Image of the October 2012 Wilderness Magazine Cover Read more from the
October 2012 Issue
Home / Articles / 21st Anniversary

21 bucket list trips: 1-7

Climbers descend Mt Tapuae-o-Uenuku, Inland Kaikoura Range, Marlborough. Photo: Shaun Barnett
We’ve all got a bucket list – those trips we want to tick off before we clock out – but what’s on yours might not be on ours. So Wilderness canvassed contributors far and wide to compile a (subjectively) definitive must-do list.

Words by Shaun Barnett, Pat Barrett, Dave Mitchell, Geoff Spearpoint, Mark Watson, Richard Davies, Paul Hersey, Raymond Salisbury and Derek Morrison

Tapuae-o-Uenuku, Inland Kaikoura Range, Marlborough

Tapuae-o-Uenuku (2885m), the highest mountain in the Kaikoura Ranges and the loftiest outside the Southern Alps, has long drawn climbers.

Famously climbed by Ed Hillary on an epic solo weekend effort when he cycled from the Burnham Military Camp during the early 1940s, the mountain is not particularly technical, and can be climbed as a simple scramble in summer. During winter, however, snow lends it a grade 2- alpine pedigree.

Reaching the mountain requires a splash up the Hodder River, involving some 70 fords through two gorges – frigid during the depths of winter. It’s brown, rough country, with spiky plants including briar, matagouri and speargrass.

Past the second gorge, a track climbs above a waterfall, and on up to the Hodder Huts.

Up-valley, a boot-worn track winds across scree slopes to the junction with Staircase Stream, where a cairned route leads into a large basin beneath Tappy and its sizable neighbour, Mt Alarm. Some route-finding is required to gain the summit ridge, which is narrow enough to prove exhilarating. The summit offers fine views over a great swathe of mountains from Nelson Lakes to Kahurangi and the Richmond Ranges, and southwards across the Clarence River to the Seaward Kaikoura Range.

Access Up the Hodder River at Gladstone downs, off Awatere Valley Road. Permission should be gained from Bev and Alan Pitts, owners of Gladstone Downs (03 575 7471), beforehand
Time 3-4 days
Map BS27

Across the Ruahine Range, Ruahine Forest Park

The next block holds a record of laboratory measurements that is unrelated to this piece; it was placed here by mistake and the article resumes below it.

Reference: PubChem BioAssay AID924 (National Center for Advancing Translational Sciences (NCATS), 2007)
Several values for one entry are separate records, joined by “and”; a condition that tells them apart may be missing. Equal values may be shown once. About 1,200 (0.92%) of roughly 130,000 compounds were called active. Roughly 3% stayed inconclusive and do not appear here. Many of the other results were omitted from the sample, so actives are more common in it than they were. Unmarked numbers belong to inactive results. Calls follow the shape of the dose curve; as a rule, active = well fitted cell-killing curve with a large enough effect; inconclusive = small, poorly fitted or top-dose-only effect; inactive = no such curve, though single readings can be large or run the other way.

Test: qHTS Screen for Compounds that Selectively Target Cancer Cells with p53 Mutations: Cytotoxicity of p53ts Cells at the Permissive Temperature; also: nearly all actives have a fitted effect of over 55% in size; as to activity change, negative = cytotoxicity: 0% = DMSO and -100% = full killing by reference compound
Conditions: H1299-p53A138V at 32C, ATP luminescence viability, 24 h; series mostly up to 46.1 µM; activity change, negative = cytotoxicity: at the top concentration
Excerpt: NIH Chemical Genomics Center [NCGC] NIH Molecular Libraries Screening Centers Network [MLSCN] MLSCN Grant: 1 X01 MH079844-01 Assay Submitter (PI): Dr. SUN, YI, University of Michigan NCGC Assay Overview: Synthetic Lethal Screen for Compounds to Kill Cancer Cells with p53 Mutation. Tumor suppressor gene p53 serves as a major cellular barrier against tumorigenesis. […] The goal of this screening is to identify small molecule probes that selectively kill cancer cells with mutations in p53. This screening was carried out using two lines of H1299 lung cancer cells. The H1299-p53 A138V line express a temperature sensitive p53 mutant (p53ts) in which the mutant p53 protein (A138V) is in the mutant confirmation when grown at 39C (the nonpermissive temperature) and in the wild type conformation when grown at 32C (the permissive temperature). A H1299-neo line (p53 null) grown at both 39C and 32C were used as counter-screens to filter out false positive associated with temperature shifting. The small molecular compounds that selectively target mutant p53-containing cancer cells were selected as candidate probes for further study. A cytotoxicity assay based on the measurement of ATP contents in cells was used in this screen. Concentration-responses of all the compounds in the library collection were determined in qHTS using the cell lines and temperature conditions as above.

Pleasant travel on tussock tops on the Ruahine Range. Photo: Richard Davies

Pleasant travel on tussock tops on the Ruahine Range. Photo: Richard Davies

A trip to the best tramping country in the North Island should be part of anyone’s bucket list. The Ruahine Range may be long and skinny, but don’t let that fool you; the tramping is of the highest quality.

On this tramp you’ll retrace the steps of William Colenso by ascending Colenso Spur to the tops. From there, pleasant travel will take you north to the broad tarn-speckled ridge north of Tupari from where you should be able to make out Lake Colenso nestled in its own limestone basin.

Ruahine Corner Hut is the best hut in the North Island, and if you’ve got time to spare, a day here spent exploring the plateau would not be wasted. The forest is unique, with kaikawaka rising out of long red tussock and kiwi calling at night.

A dense network of tracks, huts and easily travelled rivers mean that you can tailor your crossing to fit, but after a visit to Lake Colenso there will be another day on the tops before you are out. As you cross to the mudstone cliffs of the Rangitikei catchment, you’ll be able to reflect on Colenso’s early crossing, and the fact that you’ve done it in more style with a stunning range of facilities.

Access From the end of Makaroro Rd
Time 2-3 days
Map BK36

Arthur’s Pass to Whitcombe Pass Traverse, Arthur’s Pass NP

Photo: Pat Barrett

Photo: Pat Barrett

Starting from the Waimakariri Valley in Arthur’s Pass National Park this is a remarkable route that competent trampers could forge into the seldom-visited headwaters of the Canterbury and Westland alps. This route climbs first to Barker Hut and from there is completely unmarked as it traverses White Col, Unknown Col, Observation Col, and Martius Glacier and col to Whitcombe Pass.

From the latter the Whitcombe Valley can be descended on a tracked but rough and challenging three to four day add-on, or a return could be made to Canterbury via the Rakaia River in one to two days.

This is a taxing mountain journey, which will test the full range of your skills, fitness and determination. It should not be embarked upon by the ill-equipped as although there are several huts scattered through the valleys, there are once again no bridges until you reach the lower Whitcombe Valley. In addition, Unknown Col has a fearsome reputation and needs good snow cover to cross safely.

Party size should be small enough to make use of the equally small huts which have between two and six bunks and fully competent with swift river crossings and route finding.

This journey will take at least 10 days to complete. Extra time must be allowed for bad weather and swollen rivers and a rest day – you’ll need it.

Completing it will be a grand endeavour and a great achievement in your portfolio.

Access Just west of Bealey Spur on SH73
Time 10-plus days
Map BV20, BV19, BW18, BW19

Round the Mountain Circuit, Egmont National Park

Mt Taranaki’s 4-5 day circumnavigation is a classic trip of singular beauty and uniqueness. There’s no other tramp quite like it in New Zealand, and it enjoys less traffic than the heavily touristed circuits at Tongariro National Park.

The mountain is one of the most symmetrical volcanoes on Earth and is situated in New Zealand’s second national park, Egmont. What makes this trip special is the diversity of terrain: from gnarled and mossy mountain beech forest, to subalpine plant zones and open scoria and lava slopes. There’s waterfalls, streams and amazing views across to the Central North Island volcanoes.